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Our society treats being poor as a bad thing. We have this idea that people who are poor must not be working as hard as everyone else, and that poor people somehow deserve their poverty. We treat people living in poverty as though they were a drain on society, somehow less educated, less motivated, and less deserving of our attention than those with more money.

We stigmatize being poor, so that it’s looked at as shameful by those who aren’t poor. And then, of course, we expect poor people to somehow overcome that stigma and find jobs, start families, and live the lives that our society considers purposeful. What we can’t see is that shaming poor people for being poor hurts them.

If we actually cared about the poor, instead of pretending to care about the poor, we would support them and not judge them for not having money. We would provide free food, shelter, clothing, and other necessities, and we would do it with no strings attached. We would not say, for instance, that poor people “believe that they are entitled to… food,” but rather that having access to these things is a basic human right, and that our failing to provide them is morally indefensible.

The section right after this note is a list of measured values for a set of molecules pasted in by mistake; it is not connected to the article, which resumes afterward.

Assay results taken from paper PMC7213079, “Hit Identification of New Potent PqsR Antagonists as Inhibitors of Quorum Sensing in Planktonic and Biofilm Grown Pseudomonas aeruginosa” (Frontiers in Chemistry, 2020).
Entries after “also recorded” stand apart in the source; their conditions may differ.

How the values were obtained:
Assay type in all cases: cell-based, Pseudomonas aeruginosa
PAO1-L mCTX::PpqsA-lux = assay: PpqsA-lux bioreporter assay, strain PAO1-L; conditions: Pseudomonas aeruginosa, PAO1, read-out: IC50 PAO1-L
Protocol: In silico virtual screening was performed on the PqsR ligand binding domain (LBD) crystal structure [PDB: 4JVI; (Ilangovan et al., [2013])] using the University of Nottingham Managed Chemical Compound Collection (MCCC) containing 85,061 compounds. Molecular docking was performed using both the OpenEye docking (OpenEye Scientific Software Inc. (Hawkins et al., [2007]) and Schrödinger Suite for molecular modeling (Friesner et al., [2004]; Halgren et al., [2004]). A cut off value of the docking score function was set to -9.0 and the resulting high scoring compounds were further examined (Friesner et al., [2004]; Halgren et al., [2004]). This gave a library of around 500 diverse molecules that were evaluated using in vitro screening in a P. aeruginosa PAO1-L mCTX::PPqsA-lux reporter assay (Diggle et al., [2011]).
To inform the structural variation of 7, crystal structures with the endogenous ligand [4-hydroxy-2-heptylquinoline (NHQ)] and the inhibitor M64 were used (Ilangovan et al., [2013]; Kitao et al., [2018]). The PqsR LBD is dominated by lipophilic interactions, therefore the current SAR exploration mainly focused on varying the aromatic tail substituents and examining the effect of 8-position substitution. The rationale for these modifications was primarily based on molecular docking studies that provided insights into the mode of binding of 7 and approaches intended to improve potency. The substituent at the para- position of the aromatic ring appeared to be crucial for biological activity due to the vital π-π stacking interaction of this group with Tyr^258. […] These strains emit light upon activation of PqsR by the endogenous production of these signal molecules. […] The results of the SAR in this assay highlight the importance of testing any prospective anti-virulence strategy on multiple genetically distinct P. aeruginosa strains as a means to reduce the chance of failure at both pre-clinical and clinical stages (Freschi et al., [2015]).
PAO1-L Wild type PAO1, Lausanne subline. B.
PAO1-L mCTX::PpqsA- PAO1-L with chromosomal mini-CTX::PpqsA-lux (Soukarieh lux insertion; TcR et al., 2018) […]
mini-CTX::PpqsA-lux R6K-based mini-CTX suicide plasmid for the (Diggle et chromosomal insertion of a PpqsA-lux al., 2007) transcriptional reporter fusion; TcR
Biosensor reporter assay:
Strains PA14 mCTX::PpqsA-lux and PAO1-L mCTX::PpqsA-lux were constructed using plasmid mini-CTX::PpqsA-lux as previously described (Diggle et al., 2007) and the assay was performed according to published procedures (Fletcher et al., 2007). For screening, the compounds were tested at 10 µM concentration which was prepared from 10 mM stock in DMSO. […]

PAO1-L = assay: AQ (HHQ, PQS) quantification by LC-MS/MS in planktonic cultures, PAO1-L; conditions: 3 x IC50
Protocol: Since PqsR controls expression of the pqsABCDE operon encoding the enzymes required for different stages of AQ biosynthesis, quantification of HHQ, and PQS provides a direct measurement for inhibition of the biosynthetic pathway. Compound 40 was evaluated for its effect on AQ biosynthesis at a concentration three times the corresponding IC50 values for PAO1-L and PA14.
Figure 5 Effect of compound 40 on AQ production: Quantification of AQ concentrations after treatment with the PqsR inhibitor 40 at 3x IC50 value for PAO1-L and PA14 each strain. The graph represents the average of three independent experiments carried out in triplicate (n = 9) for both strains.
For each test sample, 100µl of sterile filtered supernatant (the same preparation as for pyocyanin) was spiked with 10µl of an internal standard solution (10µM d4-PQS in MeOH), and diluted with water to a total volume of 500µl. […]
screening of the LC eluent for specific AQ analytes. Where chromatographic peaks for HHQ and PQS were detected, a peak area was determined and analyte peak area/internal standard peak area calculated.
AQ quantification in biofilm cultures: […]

And, most importantly, we would critically examine the economic system we all buy into, which rewards the rich and punishes the poor. The capitalist economy we find ourselves in is one where our worth as human beings is directly proportional to the amount of money we make, so the richest and most privileged among us are the recipients of the largest share of tax breaks and benefits.

Doesn’t that strike anyone else as completely backwards? We view the people with the most money as the most useful, so we give them more money as a reward. Simultaneously, we view the people with the least amount of money as the least useful, so we make it even harder for them to get money. And then we wonder why they’re still poor.

So here’s a radical idea: completely divorce wealth from worth. Decide whether people are worthy of time, money, or whatever independently of how much money they have. Further, don’t stigmatize or shame people because they don’t have very much money, or because they’re unemployed or homeless. People should be judged on how good of a person they are, not on how much they own.

 

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